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Ask SCORE: The pros and cons of working at home
Ask SCORE

Ask SCORE: The pros and cons of working at home

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QUESTION: Due to the pandemic and concerns for employee safety, I had to close my office and request the staff to work from home. I worry about loss of control. Can you suggest ways to keep my people focused and motivated?

ANSWER: Many businesses both large and small are dealing with stay-at-home orders and safety concerns.

There are both pros and cons for working at home.

Some of the pros include:

  • Eliminating the daily commute, which saves time and money.
  • Fewer distractions from coworkers and customers, assuming you do not have children underfoot.
  • Reducing stress when you can more easily take a break when things get crazy.
  • More flexibility in how you structure your work day.
  • Finding a better balance between work and home life.

Conversely, the cons might include:

  • Finding the self-discipline to focus and carve out the time necessary to get the job done.
  • Loneliness can result from not having physical contact with coworkers and customers.
  • Relationships and learning experiences can suffer as a result of the lack of physical contact with others.

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Many of the cons can be mitigated if you take advantage of the virtual tools available today, such as with Zoom, the online videoconferencing service that enables you to talk to and see colleagues and customers in real time.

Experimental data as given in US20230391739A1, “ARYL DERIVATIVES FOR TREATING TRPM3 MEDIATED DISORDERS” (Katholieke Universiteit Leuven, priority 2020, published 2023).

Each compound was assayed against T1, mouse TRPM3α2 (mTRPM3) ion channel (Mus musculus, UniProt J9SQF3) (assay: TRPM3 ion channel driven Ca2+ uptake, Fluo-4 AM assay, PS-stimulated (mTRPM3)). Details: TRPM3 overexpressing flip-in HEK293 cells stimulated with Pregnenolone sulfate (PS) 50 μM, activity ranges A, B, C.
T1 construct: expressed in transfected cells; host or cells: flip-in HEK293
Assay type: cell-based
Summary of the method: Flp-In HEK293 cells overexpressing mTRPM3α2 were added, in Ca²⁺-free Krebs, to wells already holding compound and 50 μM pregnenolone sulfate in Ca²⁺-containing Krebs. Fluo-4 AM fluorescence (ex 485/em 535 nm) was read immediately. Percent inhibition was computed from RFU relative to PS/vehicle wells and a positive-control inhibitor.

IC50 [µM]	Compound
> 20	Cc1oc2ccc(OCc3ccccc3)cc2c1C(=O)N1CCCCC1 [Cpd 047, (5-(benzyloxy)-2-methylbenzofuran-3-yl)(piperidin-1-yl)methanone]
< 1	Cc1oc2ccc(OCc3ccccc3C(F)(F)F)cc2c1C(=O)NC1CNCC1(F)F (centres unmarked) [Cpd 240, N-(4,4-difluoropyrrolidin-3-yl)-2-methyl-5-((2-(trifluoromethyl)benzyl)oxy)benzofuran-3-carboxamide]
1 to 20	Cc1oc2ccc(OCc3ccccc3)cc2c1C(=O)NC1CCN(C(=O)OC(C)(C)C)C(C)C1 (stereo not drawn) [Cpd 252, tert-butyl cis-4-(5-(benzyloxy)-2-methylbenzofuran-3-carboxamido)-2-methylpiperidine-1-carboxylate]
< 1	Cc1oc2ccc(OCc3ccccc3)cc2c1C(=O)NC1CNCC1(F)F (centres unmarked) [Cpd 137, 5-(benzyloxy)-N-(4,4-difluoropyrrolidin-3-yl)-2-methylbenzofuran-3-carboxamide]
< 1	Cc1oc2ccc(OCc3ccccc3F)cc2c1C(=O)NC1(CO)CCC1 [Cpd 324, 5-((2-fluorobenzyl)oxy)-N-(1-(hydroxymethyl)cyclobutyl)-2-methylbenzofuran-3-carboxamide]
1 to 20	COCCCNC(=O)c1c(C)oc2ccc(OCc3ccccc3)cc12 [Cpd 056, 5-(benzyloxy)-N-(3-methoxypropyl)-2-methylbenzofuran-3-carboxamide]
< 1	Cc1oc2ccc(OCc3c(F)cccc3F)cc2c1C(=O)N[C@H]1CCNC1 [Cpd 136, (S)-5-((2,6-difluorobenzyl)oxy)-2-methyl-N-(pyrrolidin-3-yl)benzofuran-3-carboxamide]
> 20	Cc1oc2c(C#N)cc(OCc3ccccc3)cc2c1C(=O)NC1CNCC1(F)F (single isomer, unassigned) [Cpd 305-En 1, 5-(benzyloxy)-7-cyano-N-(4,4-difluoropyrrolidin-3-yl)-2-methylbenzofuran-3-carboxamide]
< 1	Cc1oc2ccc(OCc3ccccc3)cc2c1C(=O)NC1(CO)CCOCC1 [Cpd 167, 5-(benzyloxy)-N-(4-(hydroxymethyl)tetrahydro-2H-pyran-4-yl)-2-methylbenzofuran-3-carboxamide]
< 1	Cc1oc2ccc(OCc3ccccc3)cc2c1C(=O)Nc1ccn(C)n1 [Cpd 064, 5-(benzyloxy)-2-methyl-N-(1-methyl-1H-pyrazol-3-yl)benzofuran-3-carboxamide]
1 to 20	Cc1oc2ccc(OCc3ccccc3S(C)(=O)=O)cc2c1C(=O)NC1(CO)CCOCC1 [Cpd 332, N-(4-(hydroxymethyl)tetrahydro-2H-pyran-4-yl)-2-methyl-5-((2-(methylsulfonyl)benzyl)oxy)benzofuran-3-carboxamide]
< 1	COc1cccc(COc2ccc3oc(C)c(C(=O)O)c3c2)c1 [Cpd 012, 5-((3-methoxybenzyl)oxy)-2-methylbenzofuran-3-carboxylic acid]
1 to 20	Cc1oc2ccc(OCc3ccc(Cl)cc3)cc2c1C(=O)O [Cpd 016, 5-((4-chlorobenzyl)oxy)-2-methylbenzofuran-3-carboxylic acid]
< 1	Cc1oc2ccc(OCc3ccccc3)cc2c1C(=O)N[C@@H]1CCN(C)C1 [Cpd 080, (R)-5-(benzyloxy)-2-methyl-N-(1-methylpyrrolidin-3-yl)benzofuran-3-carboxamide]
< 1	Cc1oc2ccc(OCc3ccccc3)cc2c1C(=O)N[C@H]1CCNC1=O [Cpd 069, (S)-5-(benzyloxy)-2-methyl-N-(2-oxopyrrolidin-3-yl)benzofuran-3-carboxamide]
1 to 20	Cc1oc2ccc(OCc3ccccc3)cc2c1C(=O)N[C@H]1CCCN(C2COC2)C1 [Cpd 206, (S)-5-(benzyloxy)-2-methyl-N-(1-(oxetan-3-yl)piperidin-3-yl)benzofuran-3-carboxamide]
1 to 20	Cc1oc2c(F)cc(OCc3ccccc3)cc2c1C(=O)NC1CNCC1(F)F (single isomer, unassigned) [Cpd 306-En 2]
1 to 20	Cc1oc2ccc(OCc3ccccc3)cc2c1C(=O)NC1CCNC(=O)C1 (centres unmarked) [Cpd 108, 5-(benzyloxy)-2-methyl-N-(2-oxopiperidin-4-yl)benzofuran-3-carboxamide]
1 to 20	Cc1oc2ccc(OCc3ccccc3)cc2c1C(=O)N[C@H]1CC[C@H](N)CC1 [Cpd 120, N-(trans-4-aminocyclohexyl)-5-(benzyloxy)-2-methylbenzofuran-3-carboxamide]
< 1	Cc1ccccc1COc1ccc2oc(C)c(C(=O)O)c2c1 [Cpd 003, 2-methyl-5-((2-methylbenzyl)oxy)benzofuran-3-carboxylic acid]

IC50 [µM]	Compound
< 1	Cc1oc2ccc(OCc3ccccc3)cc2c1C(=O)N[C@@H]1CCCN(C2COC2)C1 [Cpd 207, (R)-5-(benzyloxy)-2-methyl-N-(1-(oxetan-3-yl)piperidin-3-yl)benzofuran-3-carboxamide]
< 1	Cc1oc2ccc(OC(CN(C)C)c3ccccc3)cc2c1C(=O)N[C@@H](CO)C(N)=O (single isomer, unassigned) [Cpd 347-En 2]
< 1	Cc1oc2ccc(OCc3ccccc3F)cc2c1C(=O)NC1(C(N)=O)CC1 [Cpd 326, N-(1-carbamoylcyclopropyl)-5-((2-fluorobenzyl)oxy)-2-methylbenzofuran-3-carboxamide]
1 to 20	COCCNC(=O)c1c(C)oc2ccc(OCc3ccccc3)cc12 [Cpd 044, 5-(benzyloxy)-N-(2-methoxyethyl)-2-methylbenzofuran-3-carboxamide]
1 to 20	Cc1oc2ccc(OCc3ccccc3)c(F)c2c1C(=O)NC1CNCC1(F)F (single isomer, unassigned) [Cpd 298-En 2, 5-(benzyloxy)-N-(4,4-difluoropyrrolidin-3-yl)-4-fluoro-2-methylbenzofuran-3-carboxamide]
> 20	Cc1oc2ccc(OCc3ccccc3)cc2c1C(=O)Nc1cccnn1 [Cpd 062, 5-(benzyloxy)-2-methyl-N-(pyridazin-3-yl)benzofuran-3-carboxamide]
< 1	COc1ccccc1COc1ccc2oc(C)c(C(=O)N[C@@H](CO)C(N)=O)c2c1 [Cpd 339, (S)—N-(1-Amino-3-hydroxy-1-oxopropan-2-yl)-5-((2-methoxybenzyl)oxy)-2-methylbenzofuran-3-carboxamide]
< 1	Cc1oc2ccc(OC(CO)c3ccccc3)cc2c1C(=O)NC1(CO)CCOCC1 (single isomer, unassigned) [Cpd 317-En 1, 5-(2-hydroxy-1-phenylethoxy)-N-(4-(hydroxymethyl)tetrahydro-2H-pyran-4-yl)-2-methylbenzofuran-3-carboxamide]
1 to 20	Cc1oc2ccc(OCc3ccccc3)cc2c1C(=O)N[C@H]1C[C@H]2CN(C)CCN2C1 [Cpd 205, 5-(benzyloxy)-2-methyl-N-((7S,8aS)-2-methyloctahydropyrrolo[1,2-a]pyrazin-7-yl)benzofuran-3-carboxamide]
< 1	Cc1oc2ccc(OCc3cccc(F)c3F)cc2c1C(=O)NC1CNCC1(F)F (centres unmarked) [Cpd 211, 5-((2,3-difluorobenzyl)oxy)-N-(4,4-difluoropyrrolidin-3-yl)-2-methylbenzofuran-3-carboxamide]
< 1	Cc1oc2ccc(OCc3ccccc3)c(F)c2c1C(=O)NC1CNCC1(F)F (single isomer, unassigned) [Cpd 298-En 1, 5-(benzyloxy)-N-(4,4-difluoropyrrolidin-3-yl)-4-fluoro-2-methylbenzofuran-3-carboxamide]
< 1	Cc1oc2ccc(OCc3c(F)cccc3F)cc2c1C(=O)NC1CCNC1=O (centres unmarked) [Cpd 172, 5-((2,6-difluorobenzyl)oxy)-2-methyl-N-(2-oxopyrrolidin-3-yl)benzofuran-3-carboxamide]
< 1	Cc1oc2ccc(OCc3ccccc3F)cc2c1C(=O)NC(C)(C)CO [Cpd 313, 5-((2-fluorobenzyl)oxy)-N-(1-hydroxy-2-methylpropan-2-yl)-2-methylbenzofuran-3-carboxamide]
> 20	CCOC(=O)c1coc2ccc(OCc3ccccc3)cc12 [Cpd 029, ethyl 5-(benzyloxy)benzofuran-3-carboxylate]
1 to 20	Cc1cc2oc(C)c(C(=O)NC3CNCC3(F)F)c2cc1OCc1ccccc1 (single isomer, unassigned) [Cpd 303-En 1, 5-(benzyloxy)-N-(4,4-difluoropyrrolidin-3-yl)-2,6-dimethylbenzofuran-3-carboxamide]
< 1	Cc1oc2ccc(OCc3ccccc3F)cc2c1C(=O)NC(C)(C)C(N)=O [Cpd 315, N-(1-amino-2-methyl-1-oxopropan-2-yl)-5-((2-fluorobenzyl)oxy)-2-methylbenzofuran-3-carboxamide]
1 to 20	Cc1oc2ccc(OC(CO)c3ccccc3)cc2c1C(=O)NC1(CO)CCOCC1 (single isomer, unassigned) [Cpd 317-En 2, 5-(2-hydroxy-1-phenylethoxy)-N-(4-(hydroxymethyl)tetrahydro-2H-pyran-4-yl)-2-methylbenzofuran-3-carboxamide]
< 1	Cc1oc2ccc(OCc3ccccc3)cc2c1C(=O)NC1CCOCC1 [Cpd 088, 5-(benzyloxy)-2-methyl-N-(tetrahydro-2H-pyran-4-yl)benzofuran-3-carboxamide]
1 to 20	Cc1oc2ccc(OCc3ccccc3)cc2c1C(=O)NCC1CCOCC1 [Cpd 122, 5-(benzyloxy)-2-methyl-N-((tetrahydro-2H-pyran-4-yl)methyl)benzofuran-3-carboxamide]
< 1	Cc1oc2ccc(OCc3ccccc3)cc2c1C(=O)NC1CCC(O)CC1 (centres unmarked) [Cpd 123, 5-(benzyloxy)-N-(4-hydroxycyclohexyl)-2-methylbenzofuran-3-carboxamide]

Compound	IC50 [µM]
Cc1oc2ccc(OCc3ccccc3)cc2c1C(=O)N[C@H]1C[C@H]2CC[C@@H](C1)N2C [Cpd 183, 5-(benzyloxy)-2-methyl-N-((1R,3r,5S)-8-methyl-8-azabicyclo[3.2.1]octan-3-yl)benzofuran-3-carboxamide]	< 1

Owners and managers of businesses can conduct virtual Zoom staff meetings to motivate and discuss various agenda items. It also allows employees to see, hear and share ideas and experiences.

A home office does not work for everyone. It probably works best for people in the service industries like, insurance, legal and accounting, to name a few.

Retailers, restaurants, gyms, nail and hair salons need to think of ways to reinvent themselves as they come to grips with the various restrictions imposed by the Centers for Disease Control and Prevention, as well as state and local authorities.

As the owner of a business, you should know your employees well enough to assess their strengths and weaknesses.

As the saying goes, “This too shall pass.”

But until it does, business owners, managers and employees need to prepare and deal with the constraints.

Gray Poehler is a volunteer with the Richmond Chapter of SCORE, Counselors to America’s Small Business. To ask a question or request free and confidential business counseling, go to Richmond.score.org/mentors. Learn more about SCORE’s workshops on the website or by calling (804) 350-3569.

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